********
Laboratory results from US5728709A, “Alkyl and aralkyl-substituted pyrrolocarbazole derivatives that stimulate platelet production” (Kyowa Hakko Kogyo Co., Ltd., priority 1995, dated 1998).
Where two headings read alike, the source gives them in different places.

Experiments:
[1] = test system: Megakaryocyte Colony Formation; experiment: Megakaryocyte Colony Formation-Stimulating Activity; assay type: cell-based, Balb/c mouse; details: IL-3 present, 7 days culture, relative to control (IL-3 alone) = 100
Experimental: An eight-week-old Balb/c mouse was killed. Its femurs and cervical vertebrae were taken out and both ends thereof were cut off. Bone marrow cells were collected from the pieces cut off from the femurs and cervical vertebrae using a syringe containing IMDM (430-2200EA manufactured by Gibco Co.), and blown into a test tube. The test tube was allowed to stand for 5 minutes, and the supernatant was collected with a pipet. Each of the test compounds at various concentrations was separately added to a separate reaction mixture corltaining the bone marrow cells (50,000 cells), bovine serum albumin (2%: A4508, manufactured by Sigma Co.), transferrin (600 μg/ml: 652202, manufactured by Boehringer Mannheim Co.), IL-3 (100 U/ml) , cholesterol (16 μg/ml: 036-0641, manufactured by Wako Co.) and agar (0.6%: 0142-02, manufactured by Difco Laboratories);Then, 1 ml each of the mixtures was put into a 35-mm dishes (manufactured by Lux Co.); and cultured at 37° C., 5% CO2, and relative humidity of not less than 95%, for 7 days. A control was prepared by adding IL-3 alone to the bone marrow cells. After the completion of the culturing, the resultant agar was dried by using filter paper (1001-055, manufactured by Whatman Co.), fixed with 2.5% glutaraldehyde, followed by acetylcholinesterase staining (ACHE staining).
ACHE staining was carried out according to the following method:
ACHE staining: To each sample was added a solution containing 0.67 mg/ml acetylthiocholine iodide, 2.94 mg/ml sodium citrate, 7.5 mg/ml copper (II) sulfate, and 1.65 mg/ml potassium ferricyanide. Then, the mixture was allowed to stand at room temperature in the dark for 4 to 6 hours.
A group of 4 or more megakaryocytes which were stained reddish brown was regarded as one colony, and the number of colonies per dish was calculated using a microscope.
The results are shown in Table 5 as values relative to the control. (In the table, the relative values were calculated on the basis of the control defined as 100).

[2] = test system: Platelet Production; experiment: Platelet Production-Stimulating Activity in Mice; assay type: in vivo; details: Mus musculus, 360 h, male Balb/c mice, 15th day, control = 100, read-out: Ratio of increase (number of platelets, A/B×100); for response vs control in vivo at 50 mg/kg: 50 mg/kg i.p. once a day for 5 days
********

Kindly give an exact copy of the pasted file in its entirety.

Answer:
Laboratory results from US5728709A, “Alkyl and aralkyl-substituted pyrrolocarbazole derivatives that stimulate platelet production” (Kyowa Hakko Kogyo Co., Ltd., priority 1995, dated 1998).
Where two headings read alike, the source gives them in different places.

Experiments:
[1] = test system: Megakaryocyte Colony Formation; experiment: Megakaryocyte Colony Formation-Stimulating Activity; assay type: cell-based, Balb/c mouse; details: IL-3 present, 7 days culture, relative to control (IL-3 alone) = 100
Experimental: An eight-week-old Balb/c mouse was killed. Its femurs and cervical vertebrae were taken out and both ends thereof were cut off. Bone marrow cells were collected from the pieces cut off from the femurs and cervical vertebrae using a syringe containing IMDM (430-2200EA manufactured by Gibco Co.), and blown into a test tube. The test tube was allowed to stand for 5 minutes, and the supernatant was collected with a pipet. Each of the test compounds at various concentrations was separately added to a separate reaction mixture corltaining the bone marrow cells (50,000 cells), bovine serum albumin (2%: A4508, manufactured by Sigma Co.), transferrin (600 μg/ml: 652202, manufactured by Boehringer Mannheim Co.), IL-3 (100 U/ml) , cholesterol (16 μg/ml: 036-0641, manufactured by Wako Co.) and agar (0.6%: 0142-02, manufactured by Difco Laboratories);Then, 1 ml each of the mixtures was put into a 35-mm dishes (manufactured by Lux Co.); and cultured at 37° C., 5% CO2, and relative humidity of not less than 95%, for 7 days. A control was prepared by adding IL-3 alone to the bone marrow cells. After the completion of the culturing, the resultant agar was dried by using filter paper (1001-055, manufactured by Whatman Co.), fixed with 2.5% glutaraldehyde, followed by acetylcholinesterase staining (ACHE staining).
ACHE staining was carried out according to the following method:
ACHE staining: To each sample was added a solution containing 0.67 mg/ml acetylthiocholine iodide, 2.94 mg/ml sodium citrate, 7.5 mg/ml copper (II) sulfate, and 1.65 mg/ml potassium ferricyanide. Then, the mixture was allowed to stand at room temperature in the dark for 4 to 6 hours.
A group of 4 or more megakaryocytes which were stained reddish brown was regarded as one colony, and the number of colonies per dish was calculated using a microscope.
The results are shown in Table 5 as values relative to the control. (In the table, the relative values were calculated on the basis of the control defined as 100).

[2] = test system: Platelet Production; experiment: Platelet Production-Stimulating Activity in Mice; assay type: in vivo; details: Mus musculus, 360 h, male Balb/c mice, 15th day, control = 100, read-out: Ratio of increase (number of platelets, A/B×100); for response vs control in vivo at 50 mg/kg: 50 mg/kg i.p. once a day for 5 days